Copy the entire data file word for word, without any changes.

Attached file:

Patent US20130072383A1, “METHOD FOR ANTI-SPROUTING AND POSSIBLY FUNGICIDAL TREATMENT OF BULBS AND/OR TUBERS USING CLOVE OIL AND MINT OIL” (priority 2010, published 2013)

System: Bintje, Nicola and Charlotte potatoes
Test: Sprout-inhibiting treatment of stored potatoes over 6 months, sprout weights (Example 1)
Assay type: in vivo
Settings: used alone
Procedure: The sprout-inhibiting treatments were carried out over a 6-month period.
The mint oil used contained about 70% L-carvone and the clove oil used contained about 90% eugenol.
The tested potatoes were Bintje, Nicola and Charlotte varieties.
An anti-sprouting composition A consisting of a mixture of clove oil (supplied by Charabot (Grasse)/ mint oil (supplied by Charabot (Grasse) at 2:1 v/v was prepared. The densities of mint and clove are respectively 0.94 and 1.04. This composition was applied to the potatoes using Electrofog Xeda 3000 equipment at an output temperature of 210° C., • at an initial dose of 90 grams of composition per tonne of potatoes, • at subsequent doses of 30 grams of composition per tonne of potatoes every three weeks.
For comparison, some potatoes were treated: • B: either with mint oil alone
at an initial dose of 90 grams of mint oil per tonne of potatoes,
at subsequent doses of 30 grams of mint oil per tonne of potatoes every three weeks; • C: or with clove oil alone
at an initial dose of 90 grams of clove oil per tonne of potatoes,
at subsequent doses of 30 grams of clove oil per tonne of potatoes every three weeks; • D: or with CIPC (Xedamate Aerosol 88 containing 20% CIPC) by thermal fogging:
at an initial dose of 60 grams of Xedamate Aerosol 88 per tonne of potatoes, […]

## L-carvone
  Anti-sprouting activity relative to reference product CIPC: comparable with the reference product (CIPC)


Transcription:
Patent US20130072383A1, “METHOD FOR ANTI-SPROUTING AND POSSIBLY FUNGICIDAL TREATMENT OF BULBS AND/OR TUBERS USING CLOVE OIL AND MINT OIL” (priority 2010, published 2013)

System: Bintje, Nicola and Charlotte potatoes
Test: Sprout-inhibiting treatment of stored potatoes over 6 months, sprout weights (Example 1)
Assay type: in vivo
Settings: used alone
Procedure: The sprout-inhibiting treatments were carried out over a 6-month period.
The mint oil used contained about 70% L-carvone and the clove oil used contained about 90% eugenol.
The tested potatoes were Bintje, Nicola and Charlotte varieties.
An anti-sprouting composition A consisting of a mixture of clove oil (supplied by Charabot (Grasse)/ mint oil (supplied by Charabot (Grasse) at 2:1 v/v was prepared. The densities of mint and clove are respectively 0.94 and 1.04. This composition was applied to the potatoes using Electrofog Xeda 3000 equipment at an output temperature of 210° C., • at an initial dose of 90 grams of composition per tonne of potatoes, • at subsequent doses of 30 grams of composition per tonne of potatoes every three weeks.
For comparison, some potatoes were treated: • B: either with mint oil alone
at an initial dose of 90 grams of mint oil per tonne of potatoes,
at subsequent doses of 30 grams of mint oil per tonne of potatoes every three weeks; • C: or with clove oil alone
at an initial dose of 90 grams of clove oil per tonne of potatoes,
at subsequent doses of 30 grams of clove oil per tonne of potatoes every three weeks; • D: or with CIPC (Xedamate Aerosol 88 containing 20% CIPC) by thermal fogging:
at an initial dose of 60 grams of Xedamate Aerosol 88 per tonne of potatoes, […]

## L-carvone
  Anti-sprouting activity relative to reference product CIPC: comparable with the reference product (CIPC)